Keeping our water clean is a constant effort.

Well, UCLA claims to have developed a safer and quicker method of what's currently being practiced.

Researchers at the California NanoSystems Institute at UCLA are using enzymes to remove pollutants from water in a variation of the way they're currently being used.

The nanoscientists there are putting enzymes into nanoscale particles they call "vaults," before dropping them into polluted water.

While Shaily Mahendra, a UCLA associate professor of civil and environmental engineering, explains that natural biodegradation would eventually break down pollution in water after a lengthy period of time, the University's nanoscientists say that their vaults protect the enzymes, allowing them to remain intact in polluted water and be more effective than current methods of enzyme cleaning.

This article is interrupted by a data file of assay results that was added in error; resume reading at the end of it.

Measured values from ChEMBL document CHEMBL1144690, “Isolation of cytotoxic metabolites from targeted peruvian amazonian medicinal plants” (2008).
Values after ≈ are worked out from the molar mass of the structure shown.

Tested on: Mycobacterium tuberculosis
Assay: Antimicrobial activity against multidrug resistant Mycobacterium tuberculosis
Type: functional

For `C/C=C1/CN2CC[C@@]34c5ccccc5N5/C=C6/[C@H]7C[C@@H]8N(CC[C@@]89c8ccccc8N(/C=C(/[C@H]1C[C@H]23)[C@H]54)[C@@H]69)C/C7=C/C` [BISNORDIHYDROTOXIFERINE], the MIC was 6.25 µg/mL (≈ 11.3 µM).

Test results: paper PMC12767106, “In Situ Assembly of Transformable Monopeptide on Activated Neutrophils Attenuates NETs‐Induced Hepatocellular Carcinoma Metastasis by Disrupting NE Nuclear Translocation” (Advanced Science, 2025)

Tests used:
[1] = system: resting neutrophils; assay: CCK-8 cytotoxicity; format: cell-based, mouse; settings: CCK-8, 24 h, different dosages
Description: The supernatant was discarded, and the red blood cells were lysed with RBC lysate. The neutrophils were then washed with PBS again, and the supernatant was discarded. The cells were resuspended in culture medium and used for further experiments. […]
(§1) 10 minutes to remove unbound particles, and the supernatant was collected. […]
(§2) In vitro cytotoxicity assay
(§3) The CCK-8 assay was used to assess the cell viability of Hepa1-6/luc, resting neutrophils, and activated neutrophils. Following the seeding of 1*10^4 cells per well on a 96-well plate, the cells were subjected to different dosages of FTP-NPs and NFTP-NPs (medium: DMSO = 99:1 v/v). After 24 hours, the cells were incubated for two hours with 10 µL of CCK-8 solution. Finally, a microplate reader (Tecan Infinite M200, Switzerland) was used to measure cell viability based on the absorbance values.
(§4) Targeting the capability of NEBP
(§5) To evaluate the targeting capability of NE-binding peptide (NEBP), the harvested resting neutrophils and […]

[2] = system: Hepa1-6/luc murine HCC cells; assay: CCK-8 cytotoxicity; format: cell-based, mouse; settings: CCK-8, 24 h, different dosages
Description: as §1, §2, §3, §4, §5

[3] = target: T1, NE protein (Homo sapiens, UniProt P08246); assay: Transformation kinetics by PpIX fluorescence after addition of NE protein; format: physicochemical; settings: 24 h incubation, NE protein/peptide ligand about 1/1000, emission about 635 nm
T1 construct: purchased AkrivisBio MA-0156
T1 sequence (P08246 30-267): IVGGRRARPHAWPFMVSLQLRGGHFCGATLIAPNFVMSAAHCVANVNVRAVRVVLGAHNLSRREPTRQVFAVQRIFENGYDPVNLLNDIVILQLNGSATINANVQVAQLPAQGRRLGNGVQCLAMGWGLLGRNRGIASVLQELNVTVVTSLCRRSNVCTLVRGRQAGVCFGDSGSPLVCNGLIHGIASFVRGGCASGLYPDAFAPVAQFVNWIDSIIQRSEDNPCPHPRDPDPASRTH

Testing their vaults with an enzyme called manganese peroxidase, UCLA found that they removed three times as much phenol from water over 24 hours as the enzyme did in contaminated water without using vaults.

That's in opposition to current methods, which use enzymes to clean water, but much too often release dangerous organisms as part of the cleaning process.

"Natural microbes are why the world isn't still covered with dinosaur droppings," Mahendra said. "But we don't have the time or room on our planet to ignore contaminated lakes and rivers for a couple of million years while nature does the work."

This updated method is not only touted as faster, but safer. Now, how long will it take until it will be put into effect?

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